If you have questions, contact us at aromatherapist@planttherapy.com or  join our Safe Essential Oil Recipe Group on Facebook.


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The question of substitution…

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There is a question I get many times a day “What can I substitute for _________________?” In some cases this is a simple switch. Most citrus oils can be interchangeably. Although there are a few exceptions – just like there is to anything in life. Mandarin and Tangerine are especially useful for calming while Grapefruit and Lime are wonderful for putting a pep in your step. This also depends on what you’re combining in a blend.

There are times when there is no simple answer. I’ll use an analogy: you wouldn’t substitute baking soda for baking powder in a recipe. They have different functions, even though they both say “baking”. A straight up substitution is not always possible. In order to illustrate my point better I will use some examples. For each let’s look at what each oil DOES in the recipe. Then we can find appropriate oils to use in place of one if we don’t have it. It’s the action of each oil we are looking at, not just the oil itself.

Example 1:

Find a “recipe” for pain that contains Frankincense, Ginger and German Chamomile. Here is what each oil is “good for” in this blend:

  • Frankincense (serrata) can be helpful in reducing inflammation and any achiness due to arthritis or joint pain.
  • Ginger, can be useful in relieving muscle tension and creating a sense of warmth which can increase blood flow and reduce pain.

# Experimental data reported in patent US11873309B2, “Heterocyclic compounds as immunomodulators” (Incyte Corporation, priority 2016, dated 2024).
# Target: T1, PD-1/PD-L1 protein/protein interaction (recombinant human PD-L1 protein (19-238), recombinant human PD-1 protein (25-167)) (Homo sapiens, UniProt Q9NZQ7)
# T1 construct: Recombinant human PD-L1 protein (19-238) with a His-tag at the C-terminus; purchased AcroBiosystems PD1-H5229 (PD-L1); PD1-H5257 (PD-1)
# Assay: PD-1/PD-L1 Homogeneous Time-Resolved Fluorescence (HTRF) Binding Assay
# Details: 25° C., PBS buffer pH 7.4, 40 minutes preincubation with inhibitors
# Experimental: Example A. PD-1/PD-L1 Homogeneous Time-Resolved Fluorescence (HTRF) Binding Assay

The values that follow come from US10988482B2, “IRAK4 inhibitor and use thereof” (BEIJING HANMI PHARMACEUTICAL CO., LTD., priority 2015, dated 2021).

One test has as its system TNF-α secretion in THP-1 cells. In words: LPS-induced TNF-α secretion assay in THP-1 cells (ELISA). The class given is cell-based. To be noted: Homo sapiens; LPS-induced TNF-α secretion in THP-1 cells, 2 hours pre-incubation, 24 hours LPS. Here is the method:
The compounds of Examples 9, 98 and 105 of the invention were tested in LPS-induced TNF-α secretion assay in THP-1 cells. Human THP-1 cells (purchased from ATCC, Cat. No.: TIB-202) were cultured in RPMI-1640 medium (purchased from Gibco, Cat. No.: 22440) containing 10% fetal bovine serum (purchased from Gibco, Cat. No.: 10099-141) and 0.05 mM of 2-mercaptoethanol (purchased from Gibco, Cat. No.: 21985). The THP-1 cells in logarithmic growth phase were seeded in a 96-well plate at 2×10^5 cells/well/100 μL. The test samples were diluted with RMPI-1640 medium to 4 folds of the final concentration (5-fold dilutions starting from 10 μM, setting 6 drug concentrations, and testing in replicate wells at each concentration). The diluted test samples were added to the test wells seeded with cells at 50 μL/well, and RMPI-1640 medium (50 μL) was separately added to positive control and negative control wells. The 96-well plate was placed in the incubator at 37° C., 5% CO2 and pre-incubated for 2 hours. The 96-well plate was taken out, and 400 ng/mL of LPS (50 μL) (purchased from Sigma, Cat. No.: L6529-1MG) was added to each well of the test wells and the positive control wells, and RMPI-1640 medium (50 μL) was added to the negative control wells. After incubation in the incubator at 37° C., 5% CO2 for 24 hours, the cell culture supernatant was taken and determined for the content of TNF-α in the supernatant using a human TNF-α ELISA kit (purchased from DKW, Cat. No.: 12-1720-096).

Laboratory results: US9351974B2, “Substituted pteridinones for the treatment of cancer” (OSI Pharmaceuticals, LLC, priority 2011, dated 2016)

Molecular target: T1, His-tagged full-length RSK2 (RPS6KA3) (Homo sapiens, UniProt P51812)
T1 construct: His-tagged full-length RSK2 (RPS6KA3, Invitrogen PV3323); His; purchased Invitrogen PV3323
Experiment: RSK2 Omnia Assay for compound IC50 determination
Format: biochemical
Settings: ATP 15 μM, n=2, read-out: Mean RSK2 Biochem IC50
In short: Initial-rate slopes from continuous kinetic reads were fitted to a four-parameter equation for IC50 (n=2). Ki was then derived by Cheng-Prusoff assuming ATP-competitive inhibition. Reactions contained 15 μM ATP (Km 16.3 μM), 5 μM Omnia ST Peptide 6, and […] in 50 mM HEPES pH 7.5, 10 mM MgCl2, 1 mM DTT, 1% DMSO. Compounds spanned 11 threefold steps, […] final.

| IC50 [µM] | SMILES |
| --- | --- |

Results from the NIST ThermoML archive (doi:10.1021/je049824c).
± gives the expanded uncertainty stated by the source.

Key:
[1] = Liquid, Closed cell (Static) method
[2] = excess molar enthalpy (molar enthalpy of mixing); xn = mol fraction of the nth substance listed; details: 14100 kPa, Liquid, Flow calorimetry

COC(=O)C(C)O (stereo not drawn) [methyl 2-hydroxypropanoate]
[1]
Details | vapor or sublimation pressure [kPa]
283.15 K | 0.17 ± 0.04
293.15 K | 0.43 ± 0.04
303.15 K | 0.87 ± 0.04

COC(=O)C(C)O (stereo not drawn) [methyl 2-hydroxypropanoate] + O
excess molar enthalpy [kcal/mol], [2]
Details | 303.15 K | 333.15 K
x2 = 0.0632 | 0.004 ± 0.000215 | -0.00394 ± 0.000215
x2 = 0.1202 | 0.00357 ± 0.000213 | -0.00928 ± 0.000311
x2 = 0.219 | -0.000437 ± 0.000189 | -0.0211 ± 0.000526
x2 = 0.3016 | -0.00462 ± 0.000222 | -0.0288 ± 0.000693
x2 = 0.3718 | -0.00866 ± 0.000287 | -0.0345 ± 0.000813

• German Chamomile is also very useful for inflammation and can be helpful for dull aching pain.

So what we have is a list of things that are very good at reducing inflammation, creating warmth and assisting in the alleviation of pain. Now, what if I don’t have Frankincense? I want to look for something that is similar on a chemical level, meaning it contains the same constituents in similar percentages.

How do I find that out?

A GC/MS is the answer! These aren’t super easy to read and even I am still learning the small details that you can take away from a report like this. The more you learn, the better you can figure out the intricacies of the chemical makeup of the essential oils.

Another way to to take a look at therapeutic actions. Frankincense is useful for inflammation and reducing the pain from arthritis. So you’d want a similar action from another oil. Two that come to mind are copaiba and marjoram. Either would be acceptable as a substitution if you didn’t have frankincense.